Science and Government Support

The Federal government has supported scientific advancement since Vice President Thomas Jefferson got Congress to fund Eli Whitney’s attempts to manufacture muskets with interchangeable parts. Whitney failed but government support for other continued until Sam Colt perfected it in the 1850’s.

The government has supported both practical and speculative science. The “space race” created a need for increasingly small electronics, and researchers working under government contract created the transistor and later the micro-chip.  Fear of massive infrastructure disruption in the event of a nuclear attack led to government funded research into the development of a fragmented communication system called ARPANET, which was the earliest form of the internet.

But beginning in the late 1980’s the Federal government spent less and less on support for science. In the last 25 years government support has been cut by fully half. The results have been most obvious in publications in scientific literature. Research from the US used to dominate, but now researchers from the European Union are now producing nearly as many papers as US researchers. And while US funding has declined, government funding in other nations has climbed significantly. China’s R&D spending is growing at 20% a year.

The reality is that scientific research will continue, but the US will no longer dominate as it had in the past. The problem with this is that scientific research often (very often) leads to new technologies, new products, and new businesses. Most of the world seems to understand this, which is why other nations are increasing government supported research. But a few people don’t seem to get it. And unfortunately those people — conservative Republicans — have an outsized influence in the American government. They are clearly being penny wise (watching every penny) but pound foolish.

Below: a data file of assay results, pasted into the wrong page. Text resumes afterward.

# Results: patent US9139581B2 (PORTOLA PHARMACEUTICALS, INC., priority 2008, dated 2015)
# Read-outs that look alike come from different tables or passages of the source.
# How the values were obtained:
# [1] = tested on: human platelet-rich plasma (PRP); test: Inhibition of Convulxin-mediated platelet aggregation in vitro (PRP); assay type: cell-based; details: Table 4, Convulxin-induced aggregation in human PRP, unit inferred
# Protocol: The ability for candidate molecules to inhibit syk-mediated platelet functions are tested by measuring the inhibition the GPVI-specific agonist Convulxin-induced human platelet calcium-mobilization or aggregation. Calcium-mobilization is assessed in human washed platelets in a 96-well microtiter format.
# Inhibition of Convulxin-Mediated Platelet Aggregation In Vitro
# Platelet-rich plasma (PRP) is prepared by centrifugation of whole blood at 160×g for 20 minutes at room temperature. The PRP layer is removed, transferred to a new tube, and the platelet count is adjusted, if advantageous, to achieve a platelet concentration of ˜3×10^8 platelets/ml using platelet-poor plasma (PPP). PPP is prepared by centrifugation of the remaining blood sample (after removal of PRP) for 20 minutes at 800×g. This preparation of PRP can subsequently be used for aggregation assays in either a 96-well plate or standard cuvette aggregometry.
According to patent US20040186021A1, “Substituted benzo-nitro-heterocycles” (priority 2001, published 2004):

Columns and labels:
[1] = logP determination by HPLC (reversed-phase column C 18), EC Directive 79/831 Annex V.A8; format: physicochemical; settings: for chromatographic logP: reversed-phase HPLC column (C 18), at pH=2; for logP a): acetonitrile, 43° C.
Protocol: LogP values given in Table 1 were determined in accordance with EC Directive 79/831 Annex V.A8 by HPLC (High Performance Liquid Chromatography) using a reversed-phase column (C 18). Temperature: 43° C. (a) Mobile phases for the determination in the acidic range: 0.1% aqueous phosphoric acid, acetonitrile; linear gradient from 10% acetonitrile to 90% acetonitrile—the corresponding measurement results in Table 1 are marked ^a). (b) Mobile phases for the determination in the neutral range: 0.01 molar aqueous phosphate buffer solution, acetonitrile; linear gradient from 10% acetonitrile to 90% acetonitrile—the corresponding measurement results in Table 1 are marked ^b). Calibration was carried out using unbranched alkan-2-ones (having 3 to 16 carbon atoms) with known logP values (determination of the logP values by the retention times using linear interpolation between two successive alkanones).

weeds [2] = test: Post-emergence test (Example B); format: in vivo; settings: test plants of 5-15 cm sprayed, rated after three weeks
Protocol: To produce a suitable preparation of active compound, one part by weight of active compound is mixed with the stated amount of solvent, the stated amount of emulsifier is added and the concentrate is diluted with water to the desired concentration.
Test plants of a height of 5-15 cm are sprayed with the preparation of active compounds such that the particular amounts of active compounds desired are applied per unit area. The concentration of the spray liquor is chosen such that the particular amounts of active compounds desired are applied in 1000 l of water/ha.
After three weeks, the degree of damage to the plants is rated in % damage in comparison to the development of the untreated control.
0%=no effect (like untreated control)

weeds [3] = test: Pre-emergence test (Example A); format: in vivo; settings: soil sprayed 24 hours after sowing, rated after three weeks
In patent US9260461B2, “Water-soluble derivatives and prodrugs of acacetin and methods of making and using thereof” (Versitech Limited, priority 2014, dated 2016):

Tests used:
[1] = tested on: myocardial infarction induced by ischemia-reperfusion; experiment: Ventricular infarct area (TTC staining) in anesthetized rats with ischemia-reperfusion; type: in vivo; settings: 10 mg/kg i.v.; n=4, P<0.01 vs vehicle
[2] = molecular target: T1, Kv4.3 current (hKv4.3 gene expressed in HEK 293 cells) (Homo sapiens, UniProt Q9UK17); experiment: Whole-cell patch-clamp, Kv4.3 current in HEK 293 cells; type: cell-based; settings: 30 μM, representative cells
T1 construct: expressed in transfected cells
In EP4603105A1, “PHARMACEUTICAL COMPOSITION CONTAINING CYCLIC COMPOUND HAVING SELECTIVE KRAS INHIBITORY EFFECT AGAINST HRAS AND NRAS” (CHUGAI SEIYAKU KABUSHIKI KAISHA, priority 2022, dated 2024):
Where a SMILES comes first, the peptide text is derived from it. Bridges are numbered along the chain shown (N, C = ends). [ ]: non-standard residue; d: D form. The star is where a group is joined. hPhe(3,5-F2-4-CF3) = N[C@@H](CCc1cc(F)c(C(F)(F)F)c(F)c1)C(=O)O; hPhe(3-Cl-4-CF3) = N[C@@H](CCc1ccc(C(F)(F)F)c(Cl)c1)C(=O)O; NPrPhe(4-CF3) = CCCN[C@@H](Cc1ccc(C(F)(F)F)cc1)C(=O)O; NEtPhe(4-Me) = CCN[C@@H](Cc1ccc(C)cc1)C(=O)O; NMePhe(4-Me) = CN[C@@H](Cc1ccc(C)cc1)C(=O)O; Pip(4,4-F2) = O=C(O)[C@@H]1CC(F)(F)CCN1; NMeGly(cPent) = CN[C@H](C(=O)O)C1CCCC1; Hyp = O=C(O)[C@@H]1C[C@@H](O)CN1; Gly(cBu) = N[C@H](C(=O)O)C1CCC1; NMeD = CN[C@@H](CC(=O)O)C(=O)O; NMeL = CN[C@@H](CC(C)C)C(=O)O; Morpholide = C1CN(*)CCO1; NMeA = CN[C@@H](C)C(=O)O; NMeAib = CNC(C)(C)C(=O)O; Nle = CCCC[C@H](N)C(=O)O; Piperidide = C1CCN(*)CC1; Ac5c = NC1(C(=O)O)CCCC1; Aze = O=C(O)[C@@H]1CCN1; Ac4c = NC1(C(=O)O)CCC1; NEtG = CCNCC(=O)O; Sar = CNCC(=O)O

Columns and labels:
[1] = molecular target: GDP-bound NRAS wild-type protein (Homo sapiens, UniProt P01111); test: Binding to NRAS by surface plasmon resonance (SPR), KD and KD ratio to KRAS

Government support for scientific research has been an important component of American economic growth and supremacy, and I find it frightening that Congressional Republicans are willing to turn their backs on that history.


Author: Mike

I am a patent attorney in Lexington, Kentucky. My law firm web site is I ran for State Representative in 2010 and lost in the primary. Many of these posts are based on writing that I did for that election. Rather than delete it all, I decided to dump it onto the internet.

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